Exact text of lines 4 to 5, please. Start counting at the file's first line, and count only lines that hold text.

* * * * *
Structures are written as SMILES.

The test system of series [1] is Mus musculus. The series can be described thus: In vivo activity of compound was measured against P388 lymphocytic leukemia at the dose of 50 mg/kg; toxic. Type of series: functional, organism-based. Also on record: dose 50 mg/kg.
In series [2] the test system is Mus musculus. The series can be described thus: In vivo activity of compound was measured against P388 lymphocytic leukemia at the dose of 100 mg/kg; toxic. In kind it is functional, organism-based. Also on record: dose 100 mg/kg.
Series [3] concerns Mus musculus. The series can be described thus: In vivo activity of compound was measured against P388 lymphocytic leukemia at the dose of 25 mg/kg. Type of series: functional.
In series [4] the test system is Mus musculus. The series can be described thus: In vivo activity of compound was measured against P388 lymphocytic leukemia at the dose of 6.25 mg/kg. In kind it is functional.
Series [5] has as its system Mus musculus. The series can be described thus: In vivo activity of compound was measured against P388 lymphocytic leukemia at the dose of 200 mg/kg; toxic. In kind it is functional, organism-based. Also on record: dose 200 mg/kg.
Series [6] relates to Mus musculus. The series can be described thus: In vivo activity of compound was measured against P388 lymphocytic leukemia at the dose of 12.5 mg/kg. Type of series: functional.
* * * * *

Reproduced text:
Series [3] concerns Mus musculus. The series can be described thus: In vivo activity of compound was measured against P388 lymphocytic leukemia at the dose of 25 mg/kg. Type of series: functional.
In series [4] the test system is Mus musculus. The series can be described thus: In vivo activity of compound was measured against P388 lymphocytic leukemia at the dose of 6.25 mg/kg. In kind it is functional.